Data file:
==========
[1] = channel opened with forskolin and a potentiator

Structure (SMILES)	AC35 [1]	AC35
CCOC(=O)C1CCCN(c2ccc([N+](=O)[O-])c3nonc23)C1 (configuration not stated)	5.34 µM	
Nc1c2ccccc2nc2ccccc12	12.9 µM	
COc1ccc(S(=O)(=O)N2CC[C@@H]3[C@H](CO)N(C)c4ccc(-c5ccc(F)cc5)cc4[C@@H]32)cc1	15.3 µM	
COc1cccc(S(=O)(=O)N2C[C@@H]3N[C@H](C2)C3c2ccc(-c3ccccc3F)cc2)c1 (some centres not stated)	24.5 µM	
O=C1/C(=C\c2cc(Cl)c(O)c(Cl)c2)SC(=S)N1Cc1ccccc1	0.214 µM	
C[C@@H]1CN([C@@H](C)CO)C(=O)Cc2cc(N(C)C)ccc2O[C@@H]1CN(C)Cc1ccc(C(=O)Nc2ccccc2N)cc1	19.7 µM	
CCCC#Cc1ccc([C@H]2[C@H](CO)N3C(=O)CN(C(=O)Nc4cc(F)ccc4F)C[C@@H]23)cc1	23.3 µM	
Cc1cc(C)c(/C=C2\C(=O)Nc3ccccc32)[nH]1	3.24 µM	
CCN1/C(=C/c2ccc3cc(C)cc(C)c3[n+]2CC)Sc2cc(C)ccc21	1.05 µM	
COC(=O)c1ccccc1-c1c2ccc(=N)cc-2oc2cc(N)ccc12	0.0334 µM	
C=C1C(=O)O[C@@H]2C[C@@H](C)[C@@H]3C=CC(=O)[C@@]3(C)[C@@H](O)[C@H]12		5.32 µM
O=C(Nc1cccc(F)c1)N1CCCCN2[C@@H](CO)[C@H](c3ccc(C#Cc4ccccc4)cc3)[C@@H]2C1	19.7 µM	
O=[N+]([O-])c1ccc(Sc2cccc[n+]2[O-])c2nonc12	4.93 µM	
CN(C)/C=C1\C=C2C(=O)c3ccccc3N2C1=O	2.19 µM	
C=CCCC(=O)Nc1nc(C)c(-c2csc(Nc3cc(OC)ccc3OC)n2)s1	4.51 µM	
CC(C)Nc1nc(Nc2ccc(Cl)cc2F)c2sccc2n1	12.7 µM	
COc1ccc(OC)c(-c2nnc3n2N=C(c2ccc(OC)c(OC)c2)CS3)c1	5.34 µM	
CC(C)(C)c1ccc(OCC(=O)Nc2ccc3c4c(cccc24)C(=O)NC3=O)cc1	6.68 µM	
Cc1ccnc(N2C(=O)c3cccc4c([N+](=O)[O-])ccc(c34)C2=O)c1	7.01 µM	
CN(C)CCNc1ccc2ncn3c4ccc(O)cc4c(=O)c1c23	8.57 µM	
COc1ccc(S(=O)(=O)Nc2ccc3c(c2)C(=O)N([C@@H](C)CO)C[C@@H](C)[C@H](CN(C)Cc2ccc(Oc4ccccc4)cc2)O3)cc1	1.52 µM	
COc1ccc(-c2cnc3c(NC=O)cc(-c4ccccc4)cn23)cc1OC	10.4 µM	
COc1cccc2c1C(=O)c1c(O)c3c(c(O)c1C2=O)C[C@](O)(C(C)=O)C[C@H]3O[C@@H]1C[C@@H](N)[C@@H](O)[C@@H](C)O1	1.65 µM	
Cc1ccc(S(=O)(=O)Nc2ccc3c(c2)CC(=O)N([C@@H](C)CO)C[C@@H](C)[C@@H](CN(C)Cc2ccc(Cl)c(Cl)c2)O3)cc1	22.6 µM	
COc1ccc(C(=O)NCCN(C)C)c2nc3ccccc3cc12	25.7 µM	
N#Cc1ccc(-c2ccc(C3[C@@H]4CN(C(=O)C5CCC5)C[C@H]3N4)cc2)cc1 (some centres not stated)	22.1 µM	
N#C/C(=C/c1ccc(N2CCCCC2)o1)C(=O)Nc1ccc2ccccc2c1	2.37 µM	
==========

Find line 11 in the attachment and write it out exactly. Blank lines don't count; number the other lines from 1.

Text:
CCN1/C(=C/c2ccc3cc(C)cc(C)c3[n+]2CC)Sc2cc(C)ccc21	1.05 µM	